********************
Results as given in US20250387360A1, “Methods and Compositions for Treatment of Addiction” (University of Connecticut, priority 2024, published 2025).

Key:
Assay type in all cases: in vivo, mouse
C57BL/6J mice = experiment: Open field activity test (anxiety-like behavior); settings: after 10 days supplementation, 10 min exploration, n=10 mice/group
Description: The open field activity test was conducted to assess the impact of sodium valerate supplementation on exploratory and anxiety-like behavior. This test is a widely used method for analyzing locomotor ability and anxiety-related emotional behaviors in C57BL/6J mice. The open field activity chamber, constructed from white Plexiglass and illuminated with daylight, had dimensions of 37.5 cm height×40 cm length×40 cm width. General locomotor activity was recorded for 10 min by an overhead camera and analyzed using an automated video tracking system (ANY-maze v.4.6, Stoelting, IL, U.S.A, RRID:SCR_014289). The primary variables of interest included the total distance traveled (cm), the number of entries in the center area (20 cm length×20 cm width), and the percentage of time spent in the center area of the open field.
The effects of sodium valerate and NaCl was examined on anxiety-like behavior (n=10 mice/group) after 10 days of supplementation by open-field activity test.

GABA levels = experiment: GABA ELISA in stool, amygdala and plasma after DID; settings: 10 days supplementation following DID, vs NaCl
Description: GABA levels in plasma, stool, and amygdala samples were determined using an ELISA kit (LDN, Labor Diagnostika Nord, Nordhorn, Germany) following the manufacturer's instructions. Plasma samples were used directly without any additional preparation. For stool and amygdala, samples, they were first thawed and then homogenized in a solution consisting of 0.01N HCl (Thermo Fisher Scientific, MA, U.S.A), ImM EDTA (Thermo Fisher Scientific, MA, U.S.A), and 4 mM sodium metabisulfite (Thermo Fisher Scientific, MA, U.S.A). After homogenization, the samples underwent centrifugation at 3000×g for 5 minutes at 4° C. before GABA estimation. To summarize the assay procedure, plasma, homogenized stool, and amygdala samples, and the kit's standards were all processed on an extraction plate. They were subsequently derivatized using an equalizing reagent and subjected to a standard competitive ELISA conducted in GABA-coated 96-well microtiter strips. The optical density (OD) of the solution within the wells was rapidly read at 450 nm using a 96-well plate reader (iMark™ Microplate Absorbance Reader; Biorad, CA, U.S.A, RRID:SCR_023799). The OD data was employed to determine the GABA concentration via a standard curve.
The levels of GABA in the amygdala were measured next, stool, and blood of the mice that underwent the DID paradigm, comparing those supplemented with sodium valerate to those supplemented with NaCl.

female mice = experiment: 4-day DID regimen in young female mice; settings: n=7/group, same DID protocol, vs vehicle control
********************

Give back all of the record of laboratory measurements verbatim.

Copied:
Results as given in US20250387360A1, “Methods and Compositions for Treatment of Addiction” (University of Connecticut, priority 2024, published 2025).

Key:
Assay type in all cases: in vivo, mouse
C57BL/6J mice = experiment: Open field activity test (anxiety-like behavior); settings: after 10 days supplementation, 10 min exploration, n=10 mice/group
Description: The open field activity test was conducted to assess the impact of sodium valerate supplementation on exploratory and anxiety-like behavior. This test is a widely used method for analyzing locomotor ability and anxiety-related emotional behaviors in C57BL/6J mice. The open field activity chamber, constructed from white Plexiglass and illuminated with daylight, had dimensions of 37.5 cm height×40 cm length×40 cm width. General locomotor activity was recorded for 10 min by an overhead camera and analyzed using an automated video tracking system (ANY-maze v.4.6, Stoelting, IL, U.S.A, RRID:SCR_014289). The primary variables of interest included the total distance traveled (cm), the number of entries in the center area (20 cm length×20 cm width), and the percentage of time spent in the center area of the open field.
The effects of sodium valerate and NaCl was examined on anxiety-like behavior (n=10 mice/group) after 10 days of supplementation by open-field activity test.

GABA levels = experiment: GABA ELISA in stool, amygdala and plasma after DID; settings: 10 days supplementation following DID, vs NaCl
Description: GABA levels in plasma, stool, and amygdala samples were determined using an ELISA kit (LDN, Labor Diagnostika Nord, Nordhorn, Germany) following the manufacturer's instructions. Plasma samples were used directly without any additional preparation. For stool and amygdala, samples, they were first thawed and then homogenized in a solution consisting of 0.01N HCl (Thermo Fisher Scientific, MA, U.S.A), ImM EDTA (Thermo Fisher Scientific, MA, U.S.A), and 4 mM sodium metabisulfite (Thermo Fisher Scientific, MA, U.S.A). After homogenization, the samples underwent centrifugation at 3000×g for 5 minutes at 4° C. before GABA estimation. To summarize the assay procedure, plasma, homogenized stool, and amygdala samples, and the kit's standards were all processed on an extraction plate. They were subsequently derivatized using an equalizing reagent and subjected to a standard competitive ELISA conducted in GABA-coated 96-well microtiter strips. The optical density (OD) of the solution within the wells was rapidly read at 450 nm using a 96-well plate reader (iMark™ Microplate Absorbance Reader; Biorad, CA, U.S.A, RRID:SCR_023799). The OD data was employed to determine the GABA concentration via a standard curve.
The levels of GABA in the amygdala were measured next, stool, and blood of the mice that underwent the DID paradigm, comparing those supplemented with sodium valerate to those supplemented with NaCl.

female mice = experiment: 4-day DID regimen in young female mice; settings: n=7/group, same DID protocol, vs vehicle control